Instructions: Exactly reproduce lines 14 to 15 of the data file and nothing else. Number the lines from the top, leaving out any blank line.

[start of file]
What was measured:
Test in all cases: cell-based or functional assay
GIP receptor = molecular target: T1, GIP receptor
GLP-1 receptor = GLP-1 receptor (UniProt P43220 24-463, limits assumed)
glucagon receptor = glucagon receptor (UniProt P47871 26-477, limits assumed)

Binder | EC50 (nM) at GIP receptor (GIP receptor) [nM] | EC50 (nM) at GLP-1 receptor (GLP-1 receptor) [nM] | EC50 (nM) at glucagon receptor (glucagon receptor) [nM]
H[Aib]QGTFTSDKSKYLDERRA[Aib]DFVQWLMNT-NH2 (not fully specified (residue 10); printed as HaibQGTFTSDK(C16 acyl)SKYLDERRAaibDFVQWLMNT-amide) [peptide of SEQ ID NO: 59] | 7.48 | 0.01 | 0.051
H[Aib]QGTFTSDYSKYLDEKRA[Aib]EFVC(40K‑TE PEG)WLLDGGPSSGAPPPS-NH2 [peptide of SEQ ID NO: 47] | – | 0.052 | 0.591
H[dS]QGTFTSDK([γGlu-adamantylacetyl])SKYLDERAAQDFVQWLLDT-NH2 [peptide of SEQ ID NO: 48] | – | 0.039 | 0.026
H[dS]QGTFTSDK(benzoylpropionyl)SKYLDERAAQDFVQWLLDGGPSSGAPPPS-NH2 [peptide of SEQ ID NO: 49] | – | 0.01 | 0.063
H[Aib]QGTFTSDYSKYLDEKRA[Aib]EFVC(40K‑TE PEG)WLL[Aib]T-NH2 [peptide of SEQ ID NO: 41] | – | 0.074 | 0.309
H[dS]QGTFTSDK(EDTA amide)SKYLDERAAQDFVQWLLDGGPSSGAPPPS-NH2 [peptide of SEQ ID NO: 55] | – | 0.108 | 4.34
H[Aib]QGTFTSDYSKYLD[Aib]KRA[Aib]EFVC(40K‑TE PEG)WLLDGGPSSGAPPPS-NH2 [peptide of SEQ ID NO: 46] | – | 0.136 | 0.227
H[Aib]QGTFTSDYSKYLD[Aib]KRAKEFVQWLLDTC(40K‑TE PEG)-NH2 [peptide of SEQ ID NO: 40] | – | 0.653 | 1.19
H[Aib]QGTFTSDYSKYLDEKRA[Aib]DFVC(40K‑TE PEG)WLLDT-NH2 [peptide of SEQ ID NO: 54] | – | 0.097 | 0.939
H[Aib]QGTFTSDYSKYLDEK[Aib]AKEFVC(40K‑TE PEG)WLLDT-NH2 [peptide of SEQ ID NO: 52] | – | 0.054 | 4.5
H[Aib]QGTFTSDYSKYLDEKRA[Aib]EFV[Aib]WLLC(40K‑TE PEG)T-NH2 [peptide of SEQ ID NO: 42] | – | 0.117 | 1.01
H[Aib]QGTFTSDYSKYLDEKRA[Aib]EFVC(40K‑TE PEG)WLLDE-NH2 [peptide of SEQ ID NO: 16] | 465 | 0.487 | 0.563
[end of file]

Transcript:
H[Aib]QGTFTSDYSKYLD[Aib]KRAKEFVQWLLDTC(40K‑TE PEG)-NH2 [peptide of SEQ ID NO: 40] | – | 0.653 | 1.19
H[Aib]QGTFTSDYSKYLDEKRA[Aib]DFVC(40K‑TE PEG)WLLDT-NH2 [peptide of SEQ ID NO: 54] | – | 0.097 | 0.939